At this point, those against at least some reforms towards more felon voting rights are ignoring the basic historical facts about the origins of the legislation in America. On top of this, by making felon voting illegal they are saying they want a government policy that sends a message that even a lifetime of attempted redemption and good deeds can’t erase a past error, even a small one. The truth is that felons have as much right as any other citizen to cast votes. Denying them this right is discrimination of the first order. It is, therefore, praiseworthy that Washington’s Governor, Jay Inslee, has signed a bill that restores voting rights for parolees in the state as soon as they are released from prison. Democracy Docket had this legislation alert:
Governor Jay Inslee signed a bill on Wednesday that would restore voting rights for Washington state parolees as soon as they are released from prison. The bill would return the right to vote to over 20,000 citizens after it takes effect in 2022.
HB 1078 was championed by Rep. Tarra Simmons, herself a former felon who was elected to the state legislature last year. A Democrat, Simmons emphasized that the legislation was a civil rights issue and would go far to help formerly incarcerated Washingtonians re-integrate into society. Regaining her right to vote was a monumental moment for her, Simmons said: “This might seem a small thing to some people, but it’s a giant step for civil rights and it’s one that will give others what it gave me: a belief that I mattered, that I was once again a member of society, and that my freedom was worth preserving at all costs.”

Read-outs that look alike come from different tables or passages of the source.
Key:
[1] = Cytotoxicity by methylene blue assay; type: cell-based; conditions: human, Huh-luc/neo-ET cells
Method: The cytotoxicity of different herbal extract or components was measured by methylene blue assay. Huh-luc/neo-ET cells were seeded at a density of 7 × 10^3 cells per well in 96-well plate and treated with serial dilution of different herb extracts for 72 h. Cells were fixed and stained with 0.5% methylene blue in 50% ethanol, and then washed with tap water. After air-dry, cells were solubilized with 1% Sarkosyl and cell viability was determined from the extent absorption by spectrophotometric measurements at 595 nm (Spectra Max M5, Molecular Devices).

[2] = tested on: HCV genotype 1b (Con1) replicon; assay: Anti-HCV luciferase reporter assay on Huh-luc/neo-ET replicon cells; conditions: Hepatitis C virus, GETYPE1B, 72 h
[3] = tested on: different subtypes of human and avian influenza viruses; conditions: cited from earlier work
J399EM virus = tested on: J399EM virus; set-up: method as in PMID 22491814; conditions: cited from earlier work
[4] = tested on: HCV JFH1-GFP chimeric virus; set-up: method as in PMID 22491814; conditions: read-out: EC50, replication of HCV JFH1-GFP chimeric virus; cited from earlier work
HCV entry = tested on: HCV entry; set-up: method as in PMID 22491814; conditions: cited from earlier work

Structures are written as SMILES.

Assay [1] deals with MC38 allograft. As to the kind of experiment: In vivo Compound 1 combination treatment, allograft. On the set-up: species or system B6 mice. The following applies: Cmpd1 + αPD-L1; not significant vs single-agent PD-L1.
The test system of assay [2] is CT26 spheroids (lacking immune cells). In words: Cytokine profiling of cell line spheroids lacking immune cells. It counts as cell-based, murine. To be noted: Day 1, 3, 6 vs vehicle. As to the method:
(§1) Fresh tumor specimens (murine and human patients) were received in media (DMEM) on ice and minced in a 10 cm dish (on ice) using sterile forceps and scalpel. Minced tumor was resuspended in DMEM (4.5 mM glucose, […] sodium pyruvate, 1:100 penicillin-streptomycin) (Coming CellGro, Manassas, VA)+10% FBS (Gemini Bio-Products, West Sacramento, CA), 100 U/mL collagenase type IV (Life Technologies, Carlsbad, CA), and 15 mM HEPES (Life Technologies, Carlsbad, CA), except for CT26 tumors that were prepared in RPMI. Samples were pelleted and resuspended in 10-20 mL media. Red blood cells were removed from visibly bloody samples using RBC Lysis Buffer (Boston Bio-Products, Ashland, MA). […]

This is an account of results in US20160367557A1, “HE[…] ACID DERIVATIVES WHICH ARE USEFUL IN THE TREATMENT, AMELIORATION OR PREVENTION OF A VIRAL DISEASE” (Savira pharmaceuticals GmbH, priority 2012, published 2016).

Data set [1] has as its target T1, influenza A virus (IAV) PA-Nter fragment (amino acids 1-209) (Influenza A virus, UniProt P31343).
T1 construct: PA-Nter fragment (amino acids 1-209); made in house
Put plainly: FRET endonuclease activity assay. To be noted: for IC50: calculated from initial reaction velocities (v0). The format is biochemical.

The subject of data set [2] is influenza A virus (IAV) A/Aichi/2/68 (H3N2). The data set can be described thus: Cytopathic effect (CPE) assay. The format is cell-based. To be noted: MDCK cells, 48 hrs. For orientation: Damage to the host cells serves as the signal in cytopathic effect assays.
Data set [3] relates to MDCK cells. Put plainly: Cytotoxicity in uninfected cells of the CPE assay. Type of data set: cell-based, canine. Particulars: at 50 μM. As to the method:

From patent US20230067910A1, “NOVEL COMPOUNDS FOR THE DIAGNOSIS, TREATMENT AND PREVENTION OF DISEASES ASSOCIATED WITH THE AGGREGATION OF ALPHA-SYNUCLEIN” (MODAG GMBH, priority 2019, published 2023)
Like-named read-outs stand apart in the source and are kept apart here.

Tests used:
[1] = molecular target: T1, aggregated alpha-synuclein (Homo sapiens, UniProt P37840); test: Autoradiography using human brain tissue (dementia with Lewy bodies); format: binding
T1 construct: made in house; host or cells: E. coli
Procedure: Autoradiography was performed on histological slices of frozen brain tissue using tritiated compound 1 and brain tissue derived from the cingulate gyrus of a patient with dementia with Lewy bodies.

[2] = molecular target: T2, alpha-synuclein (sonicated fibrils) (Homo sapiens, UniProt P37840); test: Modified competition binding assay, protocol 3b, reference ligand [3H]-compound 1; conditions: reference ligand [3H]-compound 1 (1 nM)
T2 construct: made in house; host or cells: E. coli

Despite a Republican representative co-sponsoring the legislation in the House, Republican state senators opposed the bill. HB 1078 is one of many efforts to expand voting rights that Washington Democrats have championed over the last year, including allowing teenagers to pre-register to vote, establishing same-day Election Day registration, and introducing automatic voter registration through state agencies. The law will go into effect next year.
Read HB 1078 here. You can also see more on this subject at either the Democracy Chronicles felon voting archive or African-American Voting Rights. Also, see our main section on American Democracy and our Voter Access articles focusing more broadly on the ease of voting and the various barriers in the way.